(Courtesy of the Teaneck Yoetzet Initiative) As I declutter my home and pack for aliyah this summer, my physical preparations are balanced by a fair amount of reminiscing and reflecting on the past seven years. Seven years, over 100 local presentations, more than 6,000 halachic consultations, and the privilege of helping more than 1,300 individual women and couples. I’ve learned so much during this time, and wanted to share some parting thoughts with you.
Knowledge Is Power
Ignorance is not bliss. Sure, we can go into many situations in life without information and manage okay. But lack of information can make us vulnerable and frustrated. In particular, lack of awareness of the nuances of the laws of taharat hamishpacha can cause a tremendous amount of strain on many people’s observance and their attitudes toward halacha. For example, a woman who thinks all colored discharge makes her status change can spend months attempting to get to the mikvah, each exasperating stain chiseling away at her appreciation of the laws and potentially damaging her relationship with Hashem and/or her husband.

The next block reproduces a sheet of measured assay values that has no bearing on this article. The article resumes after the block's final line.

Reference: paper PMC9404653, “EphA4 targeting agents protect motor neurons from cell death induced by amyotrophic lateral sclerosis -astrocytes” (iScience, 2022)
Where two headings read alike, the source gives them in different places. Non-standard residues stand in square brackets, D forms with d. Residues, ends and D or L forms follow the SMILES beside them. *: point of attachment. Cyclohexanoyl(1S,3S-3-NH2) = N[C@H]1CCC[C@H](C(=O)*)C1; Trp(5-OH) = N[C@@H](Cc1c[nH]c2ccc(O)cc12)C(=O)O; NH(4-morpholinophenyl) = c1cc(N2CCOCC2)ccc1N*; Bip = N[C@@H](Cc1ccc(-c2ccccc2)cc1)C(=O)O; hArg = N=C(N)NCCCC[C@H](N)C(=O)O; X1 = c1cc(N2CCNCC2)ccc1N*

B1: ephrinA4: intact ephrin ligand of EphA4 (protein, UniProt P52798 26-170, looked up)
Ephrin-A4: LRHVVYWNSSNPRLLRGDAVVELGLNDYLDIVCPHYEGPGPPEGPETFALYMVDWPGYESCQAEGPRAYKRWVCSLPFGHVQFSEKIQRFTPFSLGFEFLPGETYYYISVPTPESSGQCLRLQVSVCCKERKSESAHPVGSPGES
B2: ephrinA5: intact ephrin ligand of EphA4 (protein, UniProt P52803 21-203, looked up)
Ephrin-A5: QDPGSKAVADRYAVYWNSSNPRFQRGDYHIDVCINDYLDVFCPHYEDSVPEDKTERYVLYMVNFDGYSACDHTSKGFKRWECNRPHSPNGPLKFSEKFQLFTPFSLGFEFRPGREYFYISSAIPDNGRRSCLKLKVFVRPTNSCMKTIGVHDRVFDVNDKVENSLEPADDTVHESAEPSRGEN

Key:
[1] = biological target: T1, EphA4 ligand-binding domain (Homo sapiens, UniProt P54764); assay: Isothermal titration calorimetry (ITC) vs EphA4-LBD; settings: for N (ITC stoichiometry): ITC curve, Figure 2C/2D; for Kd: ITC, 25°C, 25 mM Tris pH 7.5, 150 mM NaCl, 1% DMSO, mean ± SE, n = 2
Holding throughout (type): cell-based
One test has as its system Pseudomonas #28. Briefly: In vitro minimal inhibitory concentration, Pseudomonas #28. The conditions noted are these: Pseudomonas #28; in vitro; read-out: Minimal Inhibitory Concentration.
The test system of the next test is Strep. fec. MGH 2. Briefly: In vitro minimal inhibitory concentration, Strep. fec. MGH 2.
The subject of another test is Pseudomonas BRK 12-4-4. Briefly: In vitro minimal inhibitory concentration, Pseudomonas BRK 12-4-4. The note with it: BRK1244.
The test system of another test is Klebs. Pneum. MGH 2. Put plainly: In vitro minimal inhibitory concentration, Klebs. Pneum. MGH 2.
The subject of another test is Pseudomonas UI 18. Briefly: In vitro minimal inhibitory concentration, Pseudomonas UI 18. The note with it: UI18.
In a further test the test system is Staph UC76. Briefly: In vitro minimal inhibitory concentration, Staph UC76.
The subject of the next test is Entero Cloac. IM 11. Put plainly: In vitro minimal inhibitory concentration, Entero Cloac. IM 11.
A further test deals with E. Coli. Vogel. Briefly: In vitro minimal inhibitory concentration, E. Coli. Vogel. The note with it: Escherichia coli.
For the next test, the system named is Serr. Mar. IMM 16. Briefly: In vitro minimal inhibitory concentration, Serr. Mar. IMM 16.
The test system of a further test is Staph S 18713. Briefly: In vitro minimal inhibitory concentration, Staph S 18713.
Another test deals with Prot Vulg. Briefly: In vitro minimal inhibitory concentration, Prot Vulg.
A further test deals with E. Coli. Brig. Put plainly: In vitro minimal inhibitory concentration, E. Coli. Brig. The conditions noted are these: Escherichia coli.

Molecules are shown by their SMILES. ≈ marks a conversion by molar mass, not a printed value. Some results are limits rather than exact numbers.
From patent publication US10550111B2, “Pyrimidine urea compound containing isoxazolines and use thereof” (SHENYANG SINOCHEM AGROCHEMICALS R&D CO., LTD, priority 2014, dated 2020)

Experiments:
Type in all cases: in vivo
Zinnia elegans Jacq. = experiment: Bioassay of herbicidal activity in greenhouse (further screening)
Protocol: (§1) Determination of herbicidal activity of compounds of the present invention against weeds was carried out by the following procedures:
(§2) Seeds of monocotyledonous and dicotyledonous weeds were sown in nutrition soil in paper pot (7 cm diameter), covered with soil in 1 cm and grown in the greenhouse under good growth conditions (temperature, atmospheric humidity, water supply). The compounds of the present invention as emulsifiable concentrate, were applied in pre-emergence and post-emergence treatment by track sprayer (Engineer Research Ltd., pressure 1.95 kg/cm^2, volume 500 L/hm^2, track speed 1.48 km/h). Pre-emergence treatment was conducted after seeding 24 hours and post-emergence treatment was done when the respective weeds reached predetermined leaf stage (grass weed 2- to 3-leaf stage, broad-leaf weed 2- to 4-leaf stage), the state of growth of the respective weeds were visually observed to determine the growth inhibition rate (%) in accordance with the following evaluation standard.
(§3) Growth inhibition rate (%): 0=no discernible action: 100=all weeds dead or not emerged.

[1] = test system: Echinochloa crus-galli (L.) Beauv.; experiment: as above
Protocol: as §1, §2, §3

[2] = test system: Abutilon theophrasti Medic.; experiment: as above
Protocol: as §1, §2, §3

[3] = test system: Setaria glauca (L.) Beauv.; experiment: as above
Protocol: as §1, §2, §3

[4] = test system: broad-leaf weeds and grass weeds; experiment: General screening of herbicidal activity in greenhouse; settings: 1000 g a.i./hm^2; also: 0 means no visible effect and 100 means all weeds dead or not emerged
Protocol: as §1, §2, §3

What can we do? Be proactive. Ask, ask, ask. Ask if you’re not sure and ask to be sure. Ask if something about the situation is atypical or upsetting. Ask by calling (201) 655 2180 or by emailing [email protected] It has never been easier to ask. The rabbanim, rebbetzins and yoatzot in town welcome your questions and want to help. Please ask.